Petracca, born in Germany in 1975 as a son of first generation Italian immigrants, discovered his love for electronic music production at the age of 15. On a VHS tape. It was a short sequence in the 1989 released Depeche Mode “101” concert movie, in which sound wizard Alan Wilder explained how he creates his sounds. A 3 minute moment that lead to Petracca skipping the piano lessons he was forced to take, in favor to working as a paperboy after school instead … to earn money for his first synthesizer.
This early love for electronic instruments lead to a musical vitae that couldn’t be more diverse.
Almost 30 years later, Petracca has tried nearly everything you can try out musically. From making soundtracks for erotic hotlines, thriller short films and TV advertisements, to industrial pop with like-minded artists from the other end of the world (Shane Etter of Reverb & The Verse). His music has ranged from aggressive electro punk on big stages and in small clubs (and at a time when electro punk was not at all considered being cool) with his first band Les Mercredis, to gloomy-adult pop as the duo HEARHERE, who cleverly continue what bands like Massive Attack or Portishead abandoned in the mid-2000s.
As diverse as his past projects may have been, there was always a red line connecting every single effort: the love for electronic sounds and organic soundscapes. So it might sound odd at first, that the multi-instrumentalist decided to sell his synthesizer and guitar collection in 2010. But it was a logical progression: with the money he invested in building his first modular synthesizer – long before modular synthesizers became en vogue for electronic musicians. It was the reboot for someone who had made music in every possible way. And it was the beginning of a passion that is still growing up to this day – even if keyboards and guitars meanwhile found a place back in Petracca’s studio.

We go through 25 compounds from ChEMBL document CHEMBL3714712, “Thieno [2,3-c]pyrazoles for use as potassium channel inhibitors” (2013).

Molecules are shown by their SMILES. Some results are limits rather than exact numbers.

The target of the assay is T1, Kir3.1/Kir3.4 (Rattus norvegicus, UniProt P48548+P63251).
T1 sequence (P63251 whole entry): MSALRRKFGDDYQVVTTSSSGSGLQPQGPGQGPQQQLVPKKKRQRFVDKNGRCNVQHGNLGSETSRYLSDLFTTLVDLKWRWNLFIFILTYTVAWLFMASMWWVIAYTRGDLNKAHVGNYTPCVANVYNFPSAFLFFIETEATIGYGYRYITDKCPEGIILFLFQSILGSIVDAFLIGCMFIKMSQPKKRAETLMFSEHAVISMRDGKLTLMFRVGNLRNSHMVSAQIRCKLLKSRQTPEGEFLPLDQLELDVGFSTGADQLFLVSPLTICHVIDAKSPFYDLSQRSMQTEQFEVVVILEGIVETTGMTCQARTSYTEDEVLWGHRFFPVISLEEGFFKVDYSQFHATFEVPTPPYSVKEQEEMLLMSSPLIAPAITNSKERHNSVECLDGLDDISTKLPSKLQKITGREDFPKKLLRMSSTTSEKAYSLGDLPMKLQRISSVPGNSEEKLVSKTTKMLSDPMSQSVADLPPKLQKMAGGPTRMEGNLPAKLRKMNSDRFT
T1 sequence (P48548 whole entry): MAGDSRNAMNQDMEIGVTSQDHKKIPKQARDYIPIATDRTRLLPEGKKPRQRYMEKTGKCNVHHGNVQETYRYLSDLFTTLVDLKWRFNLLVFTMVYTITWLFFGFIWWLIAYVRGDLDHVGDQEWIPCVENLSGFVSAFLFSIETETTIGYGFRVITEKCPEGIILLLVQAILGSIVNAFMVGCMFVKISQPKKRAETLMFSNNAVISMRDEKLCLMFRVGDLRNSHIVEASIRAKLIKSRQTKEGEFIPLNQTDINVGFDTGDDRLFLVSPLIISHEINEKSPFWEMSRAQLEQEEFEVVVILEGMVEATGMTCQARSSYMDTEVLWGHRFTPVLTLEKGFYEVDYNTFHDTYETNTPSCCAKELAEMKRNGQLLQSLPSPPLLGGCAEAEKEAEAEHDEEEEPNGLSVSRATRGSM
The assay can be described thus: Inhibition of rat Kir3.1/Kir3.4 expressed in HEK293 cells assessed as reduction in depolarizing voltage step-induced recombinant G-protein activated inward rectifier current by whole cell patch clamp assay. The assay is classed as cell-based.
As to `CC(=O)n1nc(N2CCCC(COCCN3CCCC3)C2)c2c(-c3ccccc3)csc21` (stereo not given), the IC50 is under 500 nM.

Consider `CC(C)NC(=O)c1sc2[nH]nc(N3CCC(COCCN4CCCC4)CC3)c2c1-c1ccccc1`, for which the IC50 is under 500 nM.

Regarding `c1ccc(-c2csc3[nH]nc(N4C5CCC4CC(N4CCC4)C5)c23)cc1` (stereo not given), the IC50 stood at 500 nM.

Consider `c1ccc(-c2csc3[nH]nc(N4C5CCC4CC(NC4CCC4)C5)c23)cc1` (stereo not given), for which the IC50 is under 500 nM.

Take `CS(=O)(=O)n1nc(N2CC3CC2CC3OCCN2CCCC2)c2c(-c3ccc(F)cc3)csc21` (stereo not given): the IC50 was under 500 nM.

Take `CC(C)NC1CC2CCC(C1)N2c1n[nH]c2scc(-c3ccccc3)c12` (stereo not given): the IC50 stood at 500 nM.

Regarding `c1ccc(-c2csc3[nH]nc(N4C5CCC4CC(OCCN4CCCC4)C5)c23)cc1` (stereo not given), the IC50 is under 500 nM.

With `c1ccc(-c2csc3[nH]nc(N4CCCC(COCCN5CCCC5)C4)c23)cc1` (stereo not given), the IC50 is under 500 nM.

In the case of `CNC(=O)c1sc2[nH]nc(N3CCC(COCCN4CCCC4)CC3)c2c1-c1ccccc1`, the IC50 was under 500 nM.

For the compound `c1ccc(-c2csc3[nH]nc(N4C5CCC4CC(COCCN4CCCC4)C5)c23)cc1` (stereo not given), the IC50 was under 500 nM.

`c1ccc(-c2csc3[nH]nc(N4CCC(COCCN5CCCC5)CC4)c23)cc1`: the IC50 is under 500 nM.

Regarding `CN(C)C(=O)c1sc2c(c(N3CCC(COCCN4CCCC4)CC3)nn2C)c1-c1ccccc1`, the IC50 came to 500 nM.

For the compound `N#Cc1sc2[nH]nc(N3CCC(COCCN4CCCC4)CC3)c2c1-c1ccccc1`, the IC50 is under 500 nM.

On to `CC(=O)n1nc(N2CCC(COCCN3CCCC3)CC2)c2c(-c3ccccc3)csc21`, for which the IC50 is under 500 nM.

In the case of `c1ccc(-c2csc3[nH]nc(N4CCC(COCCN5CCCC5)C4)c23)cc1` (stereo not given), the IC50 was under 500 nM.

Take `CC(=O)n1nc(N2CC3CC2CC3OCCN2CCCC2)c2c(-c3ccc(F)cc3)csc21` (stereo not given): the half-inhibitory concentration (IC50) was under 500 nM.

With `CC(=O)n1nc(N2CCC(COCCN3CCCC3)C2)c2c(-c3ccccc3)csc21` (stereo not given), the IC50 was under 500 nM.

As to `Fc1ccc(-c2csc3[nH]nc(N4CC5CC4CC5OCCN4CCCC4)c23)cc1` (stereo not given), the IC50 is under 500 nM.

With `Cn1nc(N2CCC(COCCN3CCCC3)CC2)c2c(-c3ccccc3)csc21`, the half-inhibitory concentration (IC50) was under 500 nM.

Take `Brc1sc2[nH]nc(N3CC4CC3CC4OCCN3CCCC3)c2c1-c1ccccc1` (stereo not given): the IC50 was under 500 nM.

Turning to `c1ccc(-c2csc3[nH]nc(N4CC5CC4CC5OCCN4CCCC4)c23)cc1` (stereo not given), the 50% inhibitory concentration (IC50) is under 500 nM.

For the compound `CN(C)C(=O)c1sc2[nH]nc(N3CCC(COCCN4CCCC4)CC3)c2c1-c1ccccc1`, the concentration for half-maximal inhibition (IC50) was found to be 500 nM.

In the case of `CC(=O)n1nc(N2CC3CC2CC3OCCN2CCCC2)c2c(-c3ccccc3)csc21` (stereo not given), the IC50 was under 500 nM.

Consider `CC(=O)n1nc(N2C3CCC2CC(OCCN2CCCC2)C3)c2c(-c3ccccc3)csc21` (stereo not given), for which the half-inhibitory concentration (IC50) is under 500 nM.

“HHNOI”, the name his works are currently recorded under, culminates his love for sound and the passion for modular synthesis.
“It’s all about moments, and how they resonate once they are gone. That’s what inspires me, and that’s also what fascinates me about working with the modular. What you do is right there, it’s not a planned effort like working on computer. You have no presets, you can not save anything, and you often really don’t know what is going to happen. It just happens the way you feel it, and evolves with how you resonate. And when it feels right, you record it. Or you pull one of the countless patch cables, and the moment is gone” – Marco Petracca
HHNOI’s music is like an evolving soundtrack, with harmonies and melodies you would not expect coming out of machinery that is often being ridiculed for sounding like rather car alarm sounds than listenable music. Nevertheless, HHNOI is far from being easy. As with his former projects, Petracca likes to break with expectations, by transforming enchantingly melancholic and lush harmonies and melodies into walls of feedback noises.
That HHNOI might be categorized as ambient music, is a calculated coincidence. “The funny thing is that I’m not really a big fan of ambient or drone music. Although I highly respect some of the artists in these fields, most of the music in that genre doesn’t catch my attention” says Petracca. “I’d like to compare it with washing machine sounds. You have this constant noise, interesting in the beginning, but it gets dull, boring and repetitive after a certain period. But if you accidentally leave coins or keys into your laundry, you suddenly pay attention to the sounds. You have that element of uncontrolled repetition. Leaving coins in the laundry, that’s what I like to do with ambient music.”
For the TOROSIETE Museum, Marco Petracca has created a generative musical (and video) composition triptych, “Deus Ex Diode”. In this exhibition, Marco Petracca has created his own version of a “Krell-Patch” for his modular synthesizer.
“My approach is basically quite similar to what Barton did when he tried to rebuild the Barron’s Krell-Music: setting rules for the machine by patching logical behavior which results in a generative composition… meaning the machine is making the music, I’m just teaching her to do so by wiring her brain/modules in a certain way. The difference between my approach and Barron/Barton is, that because I’m not a big fan of Musique Concrète, I ‘cheated” by not only implementing rules on composition, but also on what notes to play in order to achive a more musically appealing result. Although the notes and scales are pre-set by me, the machine is still free to choose its own notes, tempo, modulations and events from the ‘library’ I provided.” – Marco Petracca
Visit the TOROSIETE Museum of Contemporary Art and see Marco’s exhibition “Deus Ex Diode” to learn more about the composition and the background behind it. Experience it in our Interactive Multimedia Gallery.